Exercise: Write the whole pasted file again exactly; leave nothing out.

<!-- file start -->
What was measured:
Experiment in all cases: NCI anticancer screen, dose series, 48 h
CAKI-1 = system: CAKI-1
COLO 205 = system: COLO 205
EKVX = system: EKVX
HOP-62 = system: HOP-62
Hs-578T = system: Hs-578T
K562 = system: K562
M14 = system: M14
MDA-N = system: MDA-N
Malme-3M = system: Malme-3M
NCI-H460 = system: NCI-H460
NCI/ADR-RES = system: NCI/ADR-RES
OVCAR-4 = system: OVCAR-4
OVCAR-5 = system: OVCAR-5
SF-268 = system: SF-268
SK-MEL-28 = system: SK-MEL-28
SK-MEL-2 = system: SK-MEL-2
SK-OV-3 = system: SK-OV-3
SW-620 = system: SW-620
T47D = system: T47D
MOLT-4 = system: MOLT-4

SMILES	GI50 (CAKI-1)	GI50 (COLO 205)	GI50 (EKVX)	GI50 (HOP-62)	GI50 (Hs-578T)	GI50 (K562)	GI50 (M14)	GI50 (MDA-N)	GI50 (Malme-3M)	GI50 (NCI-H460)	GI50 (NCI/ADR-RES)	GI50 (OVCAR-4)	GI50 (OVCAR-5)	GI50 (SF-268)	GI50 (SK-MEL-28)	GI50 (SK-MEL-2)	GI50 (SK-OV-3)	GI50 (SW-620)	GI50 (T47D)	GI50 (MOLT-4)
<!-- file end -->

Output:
What was measured:
Experiment in all cases: NCI anticancer screen, dose series, 48 h
CAKI-1 = system: CAKI-1
COLO 205 = system: COLO 205
EKVX = system: EKVX
HOP-62 = system: HOP-62
Hs-578T = system: Hs-578T
K562 = system: K562
M14 = system: M14
MDA-N = system: MDA-N
Malme-3M = system: Malme-3M
NCI-H460 = system: NCI-H460
NCI/ADR-RES = system: NCI/ADR-RES
OVCAR-4 = system: OVCAR-4
OVCAR-5 = system: OVCAR-5
SF-268 = system: SF-268
SK-MEL-28 = system: SK-MEL-28
SK-MEL-2 = system: SK-MEL-2
SK-OV-3 = system: SK-OV-3
SW-620 = system: SW-620
T47D = system: T47D
MOLT-4 = system: MOLT-4

SMILES	GI50 (CAKI-1)	GI50 (COLO 205)	GI50 (EKVX)	GI50 (HOP-62)	GI50 (Hs-578T)	GI50 (K562)	GI50 (M14)	GI50 (MDA-N)	GI50 (Malme-3M)	GI50 (NCI-H460)	GI50 (NCI/ADR-RES)	GI50 (OVCAR-4)	GI50 (OVCAR-5)	GI50 (SF-268)	GI50 (SK-MEL-28)	GI50 (SK-MEL-2)	GI50 (SK-OV-3)	GI50 (SW-620)	GI50 (T47D)	GI50 (MOLT-4)